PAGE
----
Plots? Who needs ’em!

If you’re ever in a room full of writers and want to get them talking, ask them who’s a plotter and who’s a pantser. (For the blessedly innocent, “plotters” outline their books before writing, “pantsers” write by the seat of their pants, making things up as they go along). The writers will argue about it for hours.

For me? I’m a pantser, who keeps trying to be a plotter. I want to be methodical and structured and disciplined, I want my stories to have three acts or five acts or be snowflakes or whatever the hell I’m currently reading about, I want to be able to fill out a beat sheet before I start writing and then stick to it. But it never seems to work out that way.

I was just cleaning up the voice recordings on my phone, and I came across a bunch from when I was writing Feral (coming December 15, pre-order your copy today!). I generally find I get my best ideas for writing when I’m completely unable to write – in the shower, walking the dog, driving the car, etc. If I’m in the shower I just try to remember, but the rest of the time, I record a message to myself on my phone.

For some reason, I didn’t go back over my audio notes for Feral, so when I listened to them, it was like a totally different book. Same two main characters, but a totally different cast of supporting characters, because–well, I guess it’s not a spoiler, since I mention it in the blurb for the book–because in my initial idea for the book, Dodger wasn’t poisoned. He was just sick, and Noah helped, and that was how Shane and Noah met. But there was no “search for the poisoner” plot, no police, none of the rest of the stuff that takes up a lot of space in Feral as I actually wrote it.

Instead, I had Shane living in a sort of flop house (like the one Daniel Day-Lewis’s character managed in My Beautiful Laundrette), and conflict in the story coming mostly from tension within the relationship, with Noah being too goal-oriented to let himself be distracted and Shane much more dangerous than he was in the finished version. The final conflict was going to be Shane getting a few hundred dollars as a bonus from the flop-house owner, and blowing most of it on a party for his friends. And Noah got mad b/c Shane wasn’t thinking about his future at all, and Shane said don’t be mad, here, I got you this present (something thoughtful), and Noah pushing it back at him because it still wasn’t Shane looking out for Shane and trying to build himself a future, and then Shane being hurt by the rejection, and then something something something make-up smoochies!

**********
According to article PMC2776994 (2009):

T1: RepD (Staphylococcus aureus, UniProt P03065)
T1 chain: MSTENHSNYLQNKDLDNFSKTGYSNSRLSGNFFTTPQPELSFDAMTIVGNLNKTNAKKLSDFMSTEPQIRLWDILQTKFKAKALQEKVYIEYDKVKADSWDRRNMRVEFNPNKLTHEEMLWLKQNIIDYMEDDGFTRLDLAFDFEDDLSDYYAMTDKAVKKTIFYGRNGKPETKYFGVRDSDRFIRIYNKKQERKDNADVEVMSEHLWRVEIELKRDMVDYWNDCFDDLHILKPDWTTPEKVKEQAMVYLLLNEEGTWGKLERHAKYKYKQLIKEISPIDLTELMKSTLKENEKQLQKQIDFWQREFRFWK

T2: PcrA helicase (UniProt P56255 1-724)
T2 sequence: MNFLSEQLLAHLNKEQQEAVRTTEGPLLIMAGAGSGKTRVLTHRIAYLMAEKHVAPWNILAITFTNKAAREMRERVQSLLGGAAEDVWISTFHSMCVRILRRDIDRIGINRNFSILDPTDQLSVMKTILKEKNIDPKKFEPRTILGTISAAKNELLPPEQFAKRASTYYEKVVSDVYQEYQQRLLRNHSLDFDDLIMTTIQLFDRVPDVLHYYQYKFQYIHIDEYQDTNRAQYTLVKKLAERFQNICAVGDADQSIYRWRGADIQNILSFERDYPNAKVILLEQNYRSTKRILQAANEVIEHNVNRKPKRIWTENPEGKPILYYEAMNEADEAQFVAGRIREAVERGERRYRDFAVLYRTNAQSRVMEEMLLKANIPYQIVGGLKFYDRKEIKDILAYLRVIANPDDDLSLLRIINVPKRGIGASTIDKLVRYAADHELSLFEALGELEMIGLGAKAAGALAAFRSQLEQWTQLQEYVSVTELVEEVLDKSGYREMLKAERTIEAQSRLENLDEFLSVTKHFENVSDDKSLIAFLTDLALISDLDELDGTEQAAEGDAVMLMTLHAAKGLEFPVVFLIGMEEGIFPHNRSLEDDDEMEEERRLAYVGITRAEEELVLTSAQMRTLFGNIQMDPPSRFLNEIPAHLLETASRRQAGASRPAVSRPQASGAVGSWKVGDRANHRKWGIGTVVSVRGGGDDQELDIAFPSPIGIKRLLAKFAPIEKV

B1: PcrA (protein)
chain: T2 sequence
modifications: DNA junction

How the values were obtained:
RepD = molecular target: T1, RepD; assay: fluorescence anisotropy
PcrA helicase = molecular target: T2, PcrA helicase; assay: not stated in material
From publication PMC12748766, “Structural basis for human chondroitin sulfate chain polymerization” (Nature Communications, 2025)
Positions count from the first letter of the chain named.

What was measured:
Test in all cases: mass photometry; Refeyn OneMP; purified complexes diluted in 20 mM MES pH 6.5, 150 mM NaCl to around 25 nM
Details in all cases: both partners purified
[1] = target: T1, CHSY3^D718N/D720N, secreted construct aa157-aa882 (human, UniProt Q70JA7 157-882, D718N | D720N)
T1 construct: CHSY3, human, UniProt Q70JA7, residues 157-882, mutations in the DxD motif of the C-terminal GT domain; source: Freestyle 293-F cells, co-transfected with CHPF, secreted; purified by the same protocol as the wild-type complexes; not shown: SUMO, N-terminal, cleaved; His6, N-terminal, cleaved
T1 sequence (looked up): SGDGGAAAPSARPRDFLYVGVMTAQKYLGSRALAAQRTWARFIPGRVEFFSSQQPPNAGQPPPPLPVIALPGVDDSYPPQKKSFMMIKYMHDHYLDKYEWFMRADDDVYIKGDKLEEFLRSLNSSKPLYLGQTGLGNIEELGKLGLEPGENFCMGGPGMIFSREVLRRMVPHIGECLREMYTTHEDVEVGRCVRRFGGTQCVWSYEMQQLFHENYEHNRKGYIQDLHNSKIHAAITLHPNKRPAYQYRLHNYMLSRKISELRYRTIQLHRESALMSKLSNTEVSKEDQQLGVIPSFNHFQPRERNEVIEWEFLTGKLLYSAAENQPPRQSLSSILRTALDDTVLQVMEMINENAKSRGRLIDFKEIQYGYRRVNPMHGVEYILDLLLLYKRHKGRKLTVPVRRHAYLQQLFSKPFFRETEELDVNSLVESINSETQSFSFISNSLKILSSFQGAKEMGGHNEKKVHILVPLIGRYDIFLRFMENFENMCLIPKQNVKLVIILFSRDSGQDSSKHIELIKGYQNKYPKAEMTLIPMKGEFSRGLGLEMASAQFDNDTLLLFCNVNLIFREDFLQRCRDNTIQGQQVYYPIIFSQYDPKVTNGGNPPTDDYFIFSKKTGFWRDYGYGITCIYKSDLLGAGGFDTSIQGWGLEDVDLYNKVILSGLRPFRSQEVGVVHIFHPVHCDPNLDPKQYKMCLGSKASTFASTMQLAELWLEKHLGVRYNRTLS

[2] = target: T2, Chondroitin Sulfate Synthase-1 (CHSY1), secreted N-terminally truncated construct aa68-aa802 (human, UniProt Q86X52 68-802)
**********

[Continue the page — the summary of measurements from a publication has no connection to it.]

It would have been a good story, I think, and it would have been much easier to write. I can write break-up/make-up scenes as fast as my fingers can type the words. And it would have set the tone for the series, as well, and that tone would have been easier to write overall.

But lately when I’m writing I’m feeling this plot-related insecurity. I need more structure, I need more plot! My characters can’t just hang out and and try to figure out their relationship, they need to do stuff. So I throw more plot at the story. In this case, the whole business with poison, etc. And I think it’s a good plot, and I’m not worried about it.

Except… I keep fairly close track of my sales. It’s not really fair to compare a book that came out this spring with a book that came out six years ago, since the older book has had so much more time to accumulate sales, but I can still get a rough idea of what’s selling well.

And my best selling books? Dark Horse (the whole series, but especially the first one), Mark of Cain, and In Too Deep. None of which is all that plotty. Dark Horse, especially, was written before I had any real idea of structure (or much else) and was just about a guy trying to figure out his damn life and going through a series of essentially episodic events. Very low on plot.

So… maybe I should just relax on trying to have so much plot, and let myself write what comes easily. I wrote In Too Deep in less than a month, and that was with lots of edits and promo for other books going on at the same time. The relationship stuff just flows, and if it sells as well… maybe I need to catch myself when I start trying to get too plotty. Maybe that’s an unnecessary distraction.

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